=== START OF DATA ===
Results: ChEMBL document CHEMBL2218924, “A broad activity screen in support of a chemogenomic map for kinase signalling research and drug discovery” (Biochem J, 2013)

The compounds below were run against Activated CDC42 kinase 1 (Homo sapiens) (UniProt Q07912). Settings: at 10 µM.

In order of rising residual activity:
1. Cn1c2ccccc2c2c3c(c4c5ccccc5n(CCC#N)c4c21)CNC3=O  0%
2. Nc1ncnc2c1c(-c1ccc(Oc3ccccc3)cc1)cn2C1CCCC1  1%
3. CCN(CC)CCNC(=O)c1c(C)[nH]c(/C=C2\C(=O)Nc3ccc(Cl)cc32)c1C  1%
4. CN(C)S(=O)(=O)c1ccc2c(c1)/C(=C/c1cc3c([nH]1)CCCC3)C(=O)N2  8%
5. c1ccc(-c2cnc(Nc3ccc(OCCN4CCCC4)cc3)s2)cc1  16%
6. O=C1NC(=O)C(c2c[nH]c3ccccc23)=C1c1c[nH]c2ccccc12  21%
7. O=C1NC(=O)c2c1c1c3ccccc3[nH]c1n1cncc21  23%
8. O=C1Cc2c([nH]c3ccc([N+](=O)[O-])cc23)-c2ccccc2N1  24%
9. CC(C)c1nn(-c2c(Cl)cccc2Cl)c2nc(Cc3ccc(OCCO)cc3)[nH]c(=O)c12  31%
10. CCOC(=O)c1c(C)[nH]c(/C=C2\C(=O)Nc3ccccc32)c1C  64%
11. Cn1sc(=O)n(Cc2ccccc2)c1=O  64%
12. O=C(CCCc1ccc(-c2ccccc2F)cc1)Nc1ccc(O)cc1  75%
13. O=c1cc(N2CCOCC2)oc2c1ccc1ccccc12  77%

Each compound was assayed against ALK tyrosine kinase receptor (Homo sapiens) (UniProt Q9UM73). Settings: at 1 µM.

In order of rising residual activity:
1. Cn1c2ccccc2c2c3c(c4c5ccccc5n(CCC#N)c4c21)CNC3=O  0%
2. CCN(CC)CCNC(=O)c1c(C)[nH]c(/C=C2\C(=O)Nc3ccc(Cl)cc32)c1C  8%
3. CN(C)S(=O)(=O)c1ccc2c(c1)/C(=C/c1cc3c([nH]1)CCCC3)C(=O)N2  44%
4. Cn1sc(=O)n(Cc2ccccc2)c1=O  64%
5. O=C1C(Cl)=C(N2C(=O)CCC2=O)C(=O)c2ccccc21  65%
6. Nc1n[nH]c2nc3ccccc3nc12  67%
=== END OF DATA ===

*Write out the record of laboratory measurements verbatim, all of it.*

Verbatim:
Results: ChEMBL document CHEMBL2218924, “A broad activity screen in support of a chemogenomic map for kinase signalling research and drug discovery” (Biochem J, 2013)

The compounds below were run against Activated CDC42 kinase 1 (Homo sapiens) (UniProt Q07912). Settings: at 10 µM.

In order of rising residual activity:
1. Cn1c2ccccc2c2c3c(c4c5ccccc5n(CCC#N)c4c21)CNC3=O  0%
2. Nc1ncnc2c1c(-c1ccc(Oc3ccccc3)cc1)cn2C1CCCC1  1%
3. CCN(CC)CCNC(=O)c1c(C)[nH]c(/C=C2\C(=O)Nc3ccc(Cl)cc32)c1C  1%
4. CN(C)S(=O)(=O)c1ccc2c(c1)/C(=C/c1cc3c([nH]1)CCCC3)C(=O)N2  8%
5. c1ccc(-c2cnc(Nc3ccc(OCCN4CCCC4)cc3)s2)cc1  16%
6. O=C1NC(=O)C(c2c[nH]c3ccccc23)=C1c1c[nH]c2ccccc12  21%
7. O=C1NC(=O)c2c1c1c3ccccc3[nH]c1n1cncc21  23%
8. O=C1Cc2c([nH]c3ccc([N+](=O)[O-])cc23)-c2ccccc2N1  24%
9. CC(C)c1nn(-c2c(Cl)cccc2Cl)c2nc(Cc3ccc(OCCO)cc3)[nH]c(=O)c12  31%
10. CCOC(=O)c1c(C)[nH]c(/C=C2\C(=O)Nc3ccccc32)c1C  64%
11. Cn1sc(=O)n(Cc2ccccc2)c1=O  64%
12. O=C(CCCc1ccc(-c2ccccc2F)cc1)Nc1ccc(O)cc1  75%
13. O=c1cc(N2CCOCC2)oc2c1ccc1ccccc12  77%

Each compound was assayed against ALK tyrosine kinase receptor (Homo sapiens) (UniProt Q9UM73). Settings: at 1 µM.

In order of rising residual activity:
1. Cn1c2ccccc2c2c3c(c4c5ccccc5n(CCC#N)c4c21)CNC3=O  0%
2. CCN(CC)CCNC(=O)c1c(C)[nH]c(/C=C2\C(=O)Nc3ccc(Cl)cc32)c1C  8%
3. CN(C)S(=O)(=O)c1ccc2c(c1)/C(=C/c1cc3c([nH]1)CCCC3)C(=O)N2  44%
4. Cn1sc(=O)n(Cc2ccccc2)c1=O  64%
5. O=C1C(Cl)=C(N2C(=O)CCC2=O)C(=O)c2ccccc21  65%
6. Nc1n[nH]c2nc3ccccc3nc12  67%